Unformatted text preview: actual dividend each month is calculated as: 10
ECO 204 Chapter 7: Practice Problems & Solutions for Economics of Financial Portfolio Allocation in ECO 204 (this version 20122013) University of Toronto, Department of Economics (STG). ECO 204, S. Ajaz Hussain. Do not distribute. That is, multiply the dividend yield by the previous month’s price. But which price? CRSP uses the closing price to
calculate returns so that: You can always check your answer by adding dividend yield to the CRSP returns without dividends to see if you get
returns (you will).
(c) Calculate Boeing and Dell’s mean return, risk, and covariance between Boeing and Dell returns for all months in the
data set. Note that mean return is:
∑
Risk is standard deviation of returns:
∑
√ ( ̅) The covariance between asset A and asset B returns is:
∑ ( ̅ )( ̅) July 29th 1988  Dec 31st 2011
Dell
Boeing
Mean r
0.028
0.011
Risk σ
0.145
0.080
Cov(Dell, Boeing)
0.0021
rf, Jan 1st 2012 0.0003 These calculations will be from July 29th 1988 onwards because Dell does not have data on returns for June 1988 (why
not?).
Hint: Use Excel’s average(data range), stdev(data range) and covar(data range) functions. Look at Excel model 14.3 for
an example. Note: TAs will not show this in tutorials.
Answer
Please see Excel Model Chapter 7.1. Since Dell first started trading in June 1988, the returns data are available from July
1988 (this is because returns calculations requires the previous month’s price).
11
ECO 204 Chapter 7: Practice Problems & Solutions for Economics of Financial Portfolio Allocation in ECO 204 (this version 20122013) University of Toronto, Department of Economics (STG). ECO 204, S. Ajaz Hussain. Do not distribute. (d) Consider an investor with the following utility function over mean portfolio return and risk:
̅
Let good 2 be portfolio return and good 1 be portfolio risk (measured as the standard deviation of returns). Plot
and interpret indifference curves for some utility level for 3 different investors with the following values of
and 2.
Answer:
The investor has preferences over average portfolio return and portfolio risk according to the mean variance utility:
̅
Notice that return is a “good” good since: Whereas risk is a bad good since: Since
this means that a riskier portfolio lowers utility. Notice that the change in utility due to higher risk is
proportional to , so that is measure of the “degree of risk aversion”. For example:
for 3 Investors
Investor A: Investor B: Investor C: A riskier portfolio has the largest impact on investor C’s utility, followed by investor B and then investor A. As such,
investor C is more risk averse than investor B, who in turn in more risk averse than investor A.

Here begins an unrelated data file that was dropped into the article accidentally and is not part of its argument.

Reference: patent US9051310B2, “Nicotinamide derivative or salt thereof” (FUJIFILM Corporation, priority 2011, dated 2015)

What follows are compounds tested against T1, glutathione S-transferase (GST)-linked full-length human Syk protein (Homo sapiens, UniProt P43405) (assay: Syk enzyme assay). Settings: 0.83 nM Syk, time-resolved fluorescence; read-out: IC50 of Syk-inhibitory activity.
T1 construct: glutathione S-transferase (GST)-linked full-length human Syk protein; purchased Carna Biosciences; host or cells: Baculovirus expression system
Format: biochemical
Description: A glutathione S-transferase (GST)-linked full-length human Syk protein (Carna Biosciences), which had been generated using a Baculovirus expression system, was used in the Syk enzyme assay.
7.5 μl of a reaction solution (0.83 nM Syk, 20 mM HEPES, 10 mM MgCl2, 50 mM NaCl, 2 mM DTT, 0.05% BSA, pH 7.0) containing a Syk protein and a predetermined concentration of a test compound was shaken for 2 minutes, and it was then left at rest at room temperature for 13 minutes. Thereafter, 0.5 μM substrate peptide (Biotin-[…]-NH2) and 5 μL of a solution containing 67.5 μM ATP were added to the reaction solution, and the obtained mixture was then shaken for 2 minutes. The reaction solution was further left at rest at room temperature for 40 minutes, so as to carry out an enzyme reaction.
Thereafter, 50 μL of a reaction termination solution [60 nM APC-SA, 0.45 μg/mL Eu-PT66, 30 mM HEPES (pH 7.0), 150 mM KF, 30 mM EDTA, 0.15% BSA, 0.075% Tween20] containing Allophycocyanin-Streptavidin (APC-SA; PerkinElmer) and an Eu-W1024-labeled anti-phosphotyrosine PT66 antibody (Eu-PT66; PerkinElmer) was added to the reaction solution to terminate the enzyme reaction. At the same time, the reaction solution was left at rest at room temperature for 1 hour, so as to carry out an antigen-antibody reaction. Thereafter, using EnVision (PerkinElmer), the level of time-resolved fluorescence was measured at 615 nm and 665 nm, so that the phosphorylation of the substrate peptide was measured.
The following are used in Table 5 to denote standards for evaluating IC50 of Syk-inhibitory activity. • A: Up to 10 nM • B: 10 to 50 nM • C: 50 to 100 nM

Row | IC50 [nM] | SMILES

The equation of an indifference curve for utility level
portfolio risk is: where good 2 (yaxis) is portfolio return and good 1 (xaxis) is ̅
̅
Along the yaxis so that:
̅
̅
̅ The yaxis intercept is the level of utility. Along the xaxis portfolio return is ̅ so that:
12 ECO 204 Chapter 7: Practice Problems & Solutions for Economics of Financial Portfolio Allocation in ECO 204 (this version 20122013) University of Toronto, Department of Economics (STG). ECO 204, S. Ajaz Hussain. Do not distribute. ̅ √ Recall that so that for positive utility levels the indifference curves will “intersect” the xaxis. The slope of an indifference curve is: Observe how the slope is independent of portfolio returns so that the indifference curves are parallel to each other in
the yaxis dimension. The indifference curves have positive slope which is proportional to risk, i.e. the indifference
curves become steeper going from left to right and the slope is 0 at the yaxis intercept: rp Slope = 0
U Slope = 0 σp Let’s interpret the indifference curves further. Suppose the investor has invested in a portfolio with return and risk
(
): 13
ECO 204 Chapter 7: Practice Problems & Solutions for Economics of Financial Portfolio Allocation in ECO 204 (this version 20122013) University of Toronto, Department of Economics (STG). ECO 204, S. Ajaz Hussain. Do not distribute. rp r σp σ Suppose this portfolio becomes riskier (perhaps one of the stocks in the portfolio has become riskier) where
Holding returns constant we have: . rp r σ σ’ σp The portfolio now lies on a lower indifference curve. In order to leave the investor indifferent to the original bundle the
portfolio will have to offer a sufficiently higher return: 14
ECO 204 Chapter 7: Practice Problems & Solutions for Economics of Financial Portfolio Allocation in ECO 204 (this version 20122013) University of Toronto, Department of Economics (STG). ECO 204, S. Ajaz Hussain. Do not distribute. rp r’
r σ σp σ’ Notice that as the portfolio becomes riskier, then we have to offer the investor ever higher returns for her to absorb the
higher risk. Intuitively, most investors would want proportionally higher returns as the portfolio becomes riskier: rp r’’ r’
r σ σ’ σp σ’’ Earlier we argued that the parameter in the utility function
̅
captures the degree of risk aversion,
where a larger corresponds to a higher degree of risk aversion. To see t...
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 Fall '09
 AJAZHUSSAIN
 Economics, Microeconomics, Sayed Ajaz Hussain

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